Whom do we think we’re kidding?

America can afford health care for all citizens

The next time someone tells you that America can’t provide affordable quality health care for all citizens because it is too expensive — “The nation can’t afford it,” or “Taxes are already too high” — point out the following:

First, American health care is exceedingly more expensive than in other nations, primarily because the industry provides a service required by all that has no significant restraining market forces to prohibit unreasonable pricing. In particular, pharmaceutical and equipment companies can and do charge what the market will bear. Also, consumers do not have access to prices prior to service and are not sufficiently knowledgeable to judge quality and price. Generally, the consumer will learn of and must accept the price after service is rendered. One doesn’t have access to competitive prices for the product before receiving it as in internet shopping for a new car.

Second, since America embarked on its conservative political shift in the 1980s, a majority of the public has been brainwashed to believe in the tax fairy syndrome: i.e., all taxes can be reduced forever and things will somehow work out, which in part they have — for the top 1 percent of earners. During America’s great prosperity of the last three decades, the average income of the nation’s lower half of workers has been stuck at a constant of $16,000. But during this period, the top 1 percent increased their average income from $428,200 to just over $1.3 million (data corrected for inflation). (footnote 1) This economic outcome is the result of the mythical trickle-down economic concept, whereby the rich “job creators” will share their resulting wealth with the workers, which was first fraudulently sold to the working class in the 1890s and repeated just before the Great Depression and Great Recession, with disastrous consequences for the underclass.

But the main question is how the lower half of the American workforce can afford any health insurance policy that would provide adequate coverage for a family on a static income of $16,000 a year. Perhaps the government should support at least half of the American population, as America ranks first among the 35 developed nations with 418 deaths per 100,000 persons from non-communicable diseases, ranks first in the “percentage who say they have skipped seeing a doctor because of cost,” and ranks last in life expectancy. (2) But a majority of the members of Congress tell us, and the president said again on June 21 in Iowa, that the U.S. “is the highest-taxed nation in the world,” and the public believes it. It is a good line for being against raising taxes for government to support health care or fix the nation’s multitude of unsafe bridges.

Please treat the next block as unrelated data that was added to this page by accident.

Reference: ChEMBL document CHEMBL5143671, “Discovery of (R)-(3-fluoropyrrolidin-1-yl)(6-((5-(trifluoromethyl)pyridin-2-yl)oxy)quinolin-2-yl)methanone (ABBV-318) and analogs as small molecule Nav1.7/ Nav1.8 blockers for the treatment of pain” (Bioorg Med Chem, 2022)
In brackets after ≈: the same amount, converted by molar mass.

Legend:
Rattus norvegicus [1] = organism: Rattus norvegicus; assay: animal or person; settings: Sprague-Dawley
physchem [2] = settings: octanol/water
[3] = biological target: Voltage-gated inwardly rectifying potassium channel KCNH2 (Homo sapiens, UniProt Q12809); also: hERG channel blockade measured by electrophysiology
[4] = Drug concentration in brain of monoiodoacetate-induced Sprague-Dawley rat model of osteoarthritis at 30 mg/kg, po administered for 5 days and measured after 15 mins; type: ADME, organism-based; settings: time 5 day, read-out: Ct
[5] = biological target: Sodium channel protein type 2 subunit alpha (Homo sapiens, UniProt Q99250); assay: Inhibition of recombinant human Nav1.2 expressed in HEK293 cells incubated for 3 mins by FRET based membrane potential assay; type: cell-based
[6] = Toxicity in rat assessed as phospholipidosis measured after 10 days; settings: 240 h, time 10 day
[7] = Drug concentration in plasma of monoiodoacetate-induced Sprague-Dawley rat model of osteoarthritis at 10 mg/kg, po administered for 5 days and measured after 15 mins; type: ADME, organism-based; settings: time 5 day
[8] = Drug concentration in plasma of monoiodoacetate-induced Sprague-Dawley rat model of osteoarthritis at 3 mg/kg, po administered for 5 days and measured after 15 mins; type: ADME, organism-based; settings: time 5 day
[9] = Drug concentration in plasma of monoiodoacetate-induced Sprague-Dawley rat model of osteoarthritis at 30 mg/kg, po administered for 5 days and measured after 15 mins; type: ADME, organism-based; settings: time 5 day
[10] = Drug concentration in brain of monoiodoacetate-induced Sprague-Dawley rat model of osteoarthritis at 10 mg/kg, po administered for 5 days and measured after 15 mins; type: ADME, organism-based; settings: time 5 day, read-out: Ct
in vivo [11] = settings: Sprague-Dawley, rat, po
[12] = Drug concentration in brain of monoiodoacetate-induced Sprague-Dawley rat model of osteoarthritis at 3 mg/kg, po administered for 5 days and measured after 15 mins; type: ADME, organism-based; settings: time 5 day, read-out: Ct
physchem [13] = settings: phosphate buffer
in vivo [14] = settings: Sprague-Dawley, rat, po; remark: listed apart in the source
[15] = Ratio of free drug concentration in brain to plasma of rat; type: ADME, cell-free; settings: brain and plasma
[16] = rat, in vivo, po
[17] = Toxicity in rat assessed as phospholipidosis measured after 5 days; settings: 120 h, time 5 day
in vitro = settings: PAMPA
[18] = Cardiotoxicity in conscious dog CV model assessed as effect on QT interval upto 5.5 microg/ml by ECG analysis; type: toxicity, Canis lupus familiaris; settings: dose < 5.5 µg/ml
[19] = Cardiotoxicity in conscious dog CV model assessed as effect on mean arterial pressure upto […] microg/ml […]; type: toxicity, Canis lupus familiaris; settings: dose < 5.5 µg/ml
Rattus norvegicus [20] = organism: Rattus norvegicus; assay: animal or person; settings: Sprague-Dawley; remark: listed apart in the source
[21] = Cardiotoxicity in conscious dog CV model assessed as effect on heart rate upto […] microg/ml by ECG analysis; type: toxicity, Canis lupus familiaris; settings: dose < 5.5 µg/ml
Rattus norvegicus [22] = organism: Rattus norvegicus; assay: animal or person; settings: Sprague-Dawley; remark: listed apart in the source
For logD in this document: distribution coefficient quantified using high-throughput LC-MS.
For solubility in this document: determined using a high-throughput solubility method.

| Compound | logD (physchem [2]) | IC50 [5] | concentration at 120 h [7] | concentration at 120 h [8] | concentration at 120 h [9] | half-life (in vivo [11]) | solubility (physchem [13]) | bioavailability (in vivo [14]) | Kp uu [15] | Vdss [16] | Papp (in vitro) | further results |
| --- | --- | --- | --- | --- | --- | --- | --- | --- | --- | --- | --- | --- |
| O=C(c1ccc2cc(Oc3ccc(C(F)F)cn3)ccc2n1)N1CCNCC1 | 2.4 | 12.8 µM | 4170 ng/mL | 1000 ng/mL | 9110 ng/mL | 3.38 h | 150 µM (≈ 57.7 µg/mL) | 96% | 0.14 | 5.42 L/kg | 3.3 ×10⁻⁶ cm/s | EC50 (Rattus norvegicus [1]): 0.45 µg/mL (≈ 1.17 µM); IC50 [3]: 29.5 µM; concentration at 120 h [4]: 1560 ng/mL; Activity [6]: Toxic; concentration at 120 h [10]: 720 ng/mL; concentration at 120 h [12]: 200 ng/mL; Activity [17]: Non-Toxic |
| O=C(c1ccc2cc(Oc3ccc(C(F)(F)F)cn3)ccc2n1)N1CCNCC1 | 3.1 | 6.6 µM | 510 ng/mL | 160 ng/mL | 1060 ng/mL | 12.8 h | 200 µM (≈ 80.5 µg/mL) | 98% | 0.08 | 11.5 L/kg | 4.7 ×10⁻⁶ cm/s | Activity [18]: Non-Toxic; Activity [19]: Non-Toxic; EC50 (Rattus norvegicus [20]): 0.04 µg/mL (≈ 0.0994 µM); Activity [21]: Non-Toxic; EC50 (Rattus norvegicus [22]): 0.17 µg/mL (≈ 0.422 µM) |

Thirdly, despite this false political propaganda, America’s “tax burden” is far from the greatest in the world. The Organization for Economic Cooperation and Development, which is associated with the United Nations and represents 35 nations having the world’s advanced economics, reports the following 2015 data: The U.S. ranked 28th in total taxes paid as a percent of gross domestic product; that is, the monetary measure of the market value of all goods and services produced in the nation in a given year (national wealth production). And we rank 22nd for corporate tax revenue as percent of GDP and 13th in tax revenue paid per capita.